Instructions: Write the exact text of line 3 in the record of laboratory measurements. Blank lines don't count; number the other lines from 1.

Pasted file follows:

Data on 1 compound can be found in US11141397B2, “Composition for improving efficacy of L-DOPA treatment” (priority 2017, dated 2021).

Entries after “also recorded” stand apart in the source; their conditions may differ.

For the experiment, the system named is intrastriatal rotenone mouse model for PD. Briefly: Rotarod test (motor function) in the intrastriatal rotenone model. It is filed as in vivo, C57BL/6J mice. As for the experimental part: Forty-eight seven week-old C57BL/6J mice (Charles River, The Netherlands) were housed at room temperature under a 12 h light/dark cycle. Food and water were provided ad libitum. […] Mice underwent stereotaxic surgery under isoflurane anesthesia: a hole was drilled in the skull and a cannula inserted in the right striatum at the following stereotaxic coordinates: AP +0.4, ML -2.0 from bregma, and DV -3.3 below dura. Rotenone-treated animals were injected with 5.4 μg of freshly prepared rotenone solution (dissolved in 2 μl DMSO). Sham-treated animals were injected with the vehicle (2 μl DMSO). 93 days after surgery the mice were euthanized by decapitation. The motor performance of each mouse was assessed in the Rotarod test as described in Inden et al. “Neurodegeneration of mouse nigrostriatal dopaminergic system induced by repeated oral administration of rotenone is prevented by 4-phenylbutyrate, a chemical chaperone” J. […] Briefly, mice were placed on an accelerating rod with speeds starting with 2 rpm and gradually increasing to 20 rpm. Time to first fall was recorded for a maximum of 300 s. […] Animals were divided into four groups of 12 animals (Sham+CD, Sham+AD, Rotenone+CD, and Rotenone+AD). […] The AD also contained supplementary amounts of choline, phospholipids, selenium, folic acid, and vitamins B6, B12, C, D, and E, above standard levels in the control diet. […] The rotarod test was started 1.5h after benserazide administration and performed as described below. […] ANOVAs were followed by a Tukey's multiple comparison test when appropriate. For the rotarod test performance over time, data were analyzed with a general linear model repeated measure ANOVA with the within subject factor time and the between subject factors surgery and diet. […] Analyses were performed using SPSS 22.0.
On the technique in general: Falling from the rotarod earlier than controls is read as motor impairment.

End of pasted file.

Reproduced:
For the experiment, the system named is intrastriatal rotenone mouse model for PD. Briefly: Rotarod test (motor function) in the intrastriatal rotenone model. It is filed as in vivo, C57BL/6J mice. As for the experimental part: Forty-eight seven week-old C57BL/6J mice (Charles River, The Netherlands) were housed at room temperature under a 12 h light/dark cycle. Food and water were provided ad libitum. […] Mice underwent stereotaxic surgery under isoflurane anesthesia: a hole was drilled in the skull and a cannula inserted in the right striatum at the following stereotaxic coordinates: AP +0.4, ML -2.0 from bregma, and DV -3.3 below dura. Rotenone-treated animals were injected with 5.4 μg of freshly prepared rotenone solution (dissolved in 2 μl DMSO). Sham-treated animals were injected with the vehicle (2 μl DMSO). 93 days after surgery the mice were euthanized by decapitation. The motor performance of each mouse was assessed in the Rotarod test as described in Inden et al. “Neurodegeneration of mouse nigrostriatal dopaminergic system induced by repeated oral administration of rotenone is prevented by 4-phenylbutyrate, a chemical chaperone” J. […] Briefly, mice were placed on an accelerating rod with speeds starting with 2 rpm and gradually increasing to 20 rpm. Time to first fall was recorded for a maximum of 300 s. […] Animals were divided into four groups of 12 animals (Sham+CD, Sham+AD, Rotenone+CD, and Rotenone+AD). […] The AD also contained supplementary amounts of choline, phospholipids, selenium, folic acid, and vitamins B6, B12, C, D, and E, above standard levels in the control diet. […] The rotarod test was started 1.5h after benserazide administration and performed as described below. […] ANOVAs were followed by a Tukey's multiple comparison test when appropriate. For the rotarod test performance over time, data were analyzed with a general linear model repeated measure ANOVA with the within subject factor time and the between subject factors surgery and diet. […] Analyses were performed using SPSS 22.0.